OGDEN — It’s a wrap on Ogden’s starring role in the Sundance Film Festival.
The Ogden extension of the Park City-based festival will be replaced by a variety of local screenings during the summer and fall, said Sarah Pearce, managing director of the Sundance Institute.
“We are moving to a more community-based program plan for Ogden,” Pearce said in a phone interview Tuesday with the Standard-Examiner.
Volunteers and patrons of the Ogden screenings were notified of the decision in an email Wednesday.
The number of films that will play locally in 2017 and how they will be presented hasn’t been determined, Pearce said. The movies will “most likely” be ones featured at the festival, she said.
“We don’t really have a full plan yet,” she said, but added the institute will work with Peery’s Egyptian Theater and Visit Ogden to brainstorm options “to find the sweet spot for programming up there.”
“We want to get the word out so everybody can adjust their plans for January,” Pearce said.
The email states the nonprofit institute must evaluate its programs to ensure they have the best possible impact and sometimes “we have to make tough changes.”
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“After evaluating our work in Ogden and discussing options with our local partners, we have decided to shift our programming to provide community screenings in Ogden outside of the festival season,” the email states.
Offering screenings at other times of year — in collaboration with various local organizations — will be a better way to target programming specifically to the community, Pearce said.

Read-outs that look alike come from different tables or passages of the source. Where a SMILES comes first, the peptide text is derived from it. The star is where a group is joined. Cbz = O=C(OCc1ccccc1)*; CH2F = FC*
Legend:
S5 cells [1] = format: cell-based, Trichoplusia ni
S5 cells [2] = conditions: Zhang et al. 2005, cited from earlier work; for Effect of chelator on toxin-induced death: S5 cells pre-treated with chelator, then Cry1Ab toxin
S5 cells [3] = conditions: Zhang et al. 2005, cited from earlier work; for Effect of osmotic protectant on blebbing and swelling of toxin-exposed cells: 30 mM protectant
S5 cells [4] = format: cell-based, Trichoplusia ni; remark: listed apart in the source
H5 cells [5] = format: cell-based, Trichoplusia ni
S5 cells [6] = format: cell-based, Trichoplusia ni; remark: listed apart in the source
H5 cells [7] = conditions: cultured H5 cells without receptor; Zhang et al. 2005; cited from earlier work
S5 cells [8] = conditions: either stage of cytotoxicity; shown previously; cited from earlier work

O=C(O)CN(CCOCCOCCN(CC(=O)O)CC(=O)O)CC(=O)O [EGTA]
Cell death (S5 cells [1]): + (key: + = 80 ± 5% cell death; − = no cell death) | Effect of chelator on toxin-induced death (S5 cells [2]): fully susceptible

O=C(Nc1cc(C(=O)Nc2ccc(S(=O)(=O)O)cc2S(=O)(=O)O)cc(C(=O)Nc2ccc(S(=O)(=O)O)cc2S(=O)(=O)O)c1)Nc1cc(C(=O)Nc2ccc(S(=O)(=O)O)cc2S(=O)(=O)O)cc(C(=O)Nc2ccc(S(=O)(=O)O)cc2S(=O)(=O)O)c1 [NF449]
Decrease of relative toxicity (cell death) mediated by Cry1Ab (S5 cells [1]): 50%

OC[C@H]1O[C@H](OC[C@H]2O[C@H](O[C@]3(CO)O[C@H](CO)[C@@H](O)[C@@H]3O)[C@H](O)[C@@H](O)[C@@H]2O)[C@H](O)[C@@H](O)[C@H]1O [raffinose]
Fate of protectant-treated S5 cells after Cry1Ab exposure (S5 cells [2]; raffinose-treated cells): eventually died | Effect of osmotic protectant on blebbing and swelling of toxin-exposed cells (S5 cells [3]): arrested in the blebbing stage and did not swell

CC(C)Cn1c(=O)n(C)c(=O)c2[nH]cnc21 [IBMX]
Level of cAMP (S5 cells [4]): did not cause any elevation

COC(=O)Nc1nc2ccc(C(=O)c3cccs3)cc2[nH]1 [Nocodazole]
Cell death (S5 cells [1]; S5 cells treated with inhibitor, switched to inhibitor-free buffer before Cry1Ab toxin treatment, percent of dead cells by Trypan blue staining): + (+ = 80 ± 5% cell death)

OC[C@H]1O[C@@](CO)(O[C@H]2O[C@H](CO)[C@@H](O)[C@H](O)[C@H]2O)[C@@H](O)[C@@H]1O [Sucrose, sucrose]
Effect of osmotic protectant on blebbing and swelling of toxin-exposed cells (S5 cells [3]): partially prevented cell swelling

And a bonus, she added, is admission to community screenings will be free.
As to whether attendance has declined at Ogden’s Sundance screenings, Pearce said, “We have had a bit of that, but that’s not really the reason for this.”
The decision is a matter of wanting to be engaged with the community in a different way, she said, adding, “We’re hoping we’ll actually be discovering new audiences through this shift in programming.”
Ross Reeder, director of sales and marketing for Peery’s Egyptian Theater, said the Ogden theater has hosted Sundance screenings for about 15 years. Although Reeder said he is disappointed his theater’s role in the January festival has been canceled, he looks forward to new programming possibilities.
The theater will be able to partner with community groups to bring in Sundance films throughout the year, Reeder said. The move will allow Ogden residents who thought it was too difficult to get Sundance tickets in the past to see screenings, he said.
Pearce said she recognizes “there will be some disappointment” in the community over the decision but added Sundance supporters are encouraged to attend or volunteer at festival events in Park City and Salt Lake City.
“We hope that the Ogden community will come out and engage with us in the summer and fall in this more targeted way,” she said.
She added, “We are so appreciative and thankful for our wonderful relationship with Peery’s Egyptian. They have been such a wonderful partner for us. … We’re glad we can continue in this new way.”